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Whales

A poem

Published on:
April 22, 2019
Read time:
1 min.
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One Sunday

Scent of dry dirt, sage, and briny air
that Sunday at Torrey Pines,
where I held you, Peter,
on my hip, watching full sunlight
sparking on the ever-shifting
Pacific plain. You turned one yesterday.
Already your head nearly too large
for your white sun hat,
but your sight not yet precise enough
to register the geyser of vapor emerging
from a solid curve amongst the waves.
I gasped and pointed, “Look, a gray whale!”

I hope you remember,
somewhere in the deep recess
upon which our lives float,
the sheer blessedness of that day.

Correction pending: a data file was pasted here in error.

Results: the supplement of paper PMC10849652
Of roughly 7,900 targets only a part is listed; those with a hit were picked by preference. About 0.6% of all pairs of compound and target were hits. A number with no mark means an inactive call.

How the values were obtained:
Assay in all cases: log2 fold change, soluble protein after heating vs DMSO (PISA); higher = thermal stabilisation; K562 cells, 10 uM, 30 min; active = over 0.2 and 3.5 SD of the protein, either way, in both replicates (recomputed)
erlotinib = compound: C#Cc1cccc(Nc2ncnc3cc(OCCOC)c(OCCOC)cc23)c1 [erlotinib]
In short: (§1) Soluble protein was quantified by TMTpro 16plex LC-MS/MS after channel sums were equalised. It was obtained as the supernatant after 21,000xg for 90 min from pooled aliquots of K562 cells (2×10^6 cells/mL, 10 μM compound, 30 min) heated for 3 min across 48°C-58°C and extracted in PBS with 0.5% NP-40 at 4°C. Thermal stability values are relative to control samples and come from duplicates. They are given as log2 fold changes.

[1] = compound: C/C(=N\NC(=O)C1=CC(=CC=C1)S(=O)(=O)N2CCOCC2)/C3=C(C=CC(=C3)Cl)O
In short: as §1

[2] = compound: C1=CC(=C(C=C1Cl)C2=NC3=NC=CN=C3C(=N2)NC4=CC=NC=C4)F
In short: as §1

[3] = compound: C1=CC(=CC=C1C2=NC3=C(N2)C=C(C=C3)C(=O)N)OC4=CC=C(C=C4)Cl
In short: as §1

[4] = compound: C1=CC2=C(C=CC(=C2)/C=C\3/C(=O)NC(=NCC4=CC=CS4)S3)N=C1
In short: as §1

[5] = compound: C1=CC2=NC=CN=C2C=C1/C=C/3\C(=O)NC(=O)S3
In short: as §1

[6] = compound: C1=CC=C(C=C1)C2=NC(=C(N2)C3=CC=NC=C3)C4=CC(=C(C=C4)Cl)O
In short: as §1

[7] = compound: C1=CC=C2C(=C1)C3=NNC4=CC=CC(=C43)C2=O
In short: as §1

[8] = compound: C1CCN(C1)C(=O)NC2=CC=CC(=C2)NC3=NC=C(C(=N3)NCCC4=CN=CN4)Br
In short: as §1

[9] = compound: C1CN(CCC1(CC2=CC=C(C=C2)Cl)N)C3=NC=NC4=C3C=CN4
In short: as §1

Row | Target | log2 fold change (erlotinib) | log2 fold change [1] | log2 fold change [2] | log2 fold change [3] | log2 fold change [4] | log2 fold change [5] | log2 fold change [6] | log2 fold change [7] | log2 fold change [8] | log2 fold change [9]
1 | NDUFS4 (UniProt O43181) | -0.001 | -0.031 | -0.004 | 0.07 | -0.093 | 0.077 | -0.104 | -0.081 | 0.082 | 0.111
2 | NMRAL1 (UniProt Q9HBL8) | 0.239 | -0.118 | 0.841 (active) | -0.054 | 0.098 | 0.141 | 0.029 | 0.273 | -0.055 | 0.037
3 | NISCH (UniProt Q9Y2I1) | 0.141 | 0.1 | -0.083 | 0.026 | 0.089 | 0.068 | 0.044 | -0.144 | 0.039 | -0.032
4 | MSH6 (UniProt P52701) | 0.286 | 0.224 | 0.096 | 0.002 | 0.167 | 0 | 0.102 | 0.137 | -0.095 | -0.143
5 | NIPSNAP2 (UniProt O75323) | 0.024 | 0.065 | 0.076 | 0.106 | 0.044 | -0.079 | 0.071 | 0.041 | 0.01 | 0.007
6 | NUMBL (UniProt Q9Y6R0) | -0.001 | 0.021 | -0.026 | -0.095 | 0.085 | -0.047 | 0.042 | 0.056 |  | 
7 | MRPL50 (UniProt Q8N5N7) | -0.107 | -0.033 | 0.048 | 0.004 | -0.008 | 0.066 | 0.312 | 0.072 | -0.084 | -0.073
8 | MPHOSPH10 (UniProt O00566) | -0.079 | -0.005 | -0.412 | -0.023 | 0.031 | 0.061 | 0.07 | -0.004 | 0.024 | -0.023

Pacific Theophany

Once on the Pacific,
just offshore from Newport Beach,
I saw the marine gray ridge
of a blue whale’s spine.
Only sections visible at a time
as it arced slowly downward to dive
like the rotation of a gargantuan wheel.
Finally an indented plateau appeared,
and as a parting gift,
the krill-nourished giant
revealed its full fluke.
The largest animal in all the world’s history—
what I had and hadn’t seen,
only a sliver of backside glory.

Jolene Nolte
Jolene currently lives in the loudest house on the quietest street in Vancouver, British Columbia. There, she revels in the innumerable shades of green and the fact that she does not have to choose between mountains and the ocean. She is studying theology and poetry at Regent College.

Cover photo by Iswanto Arif.

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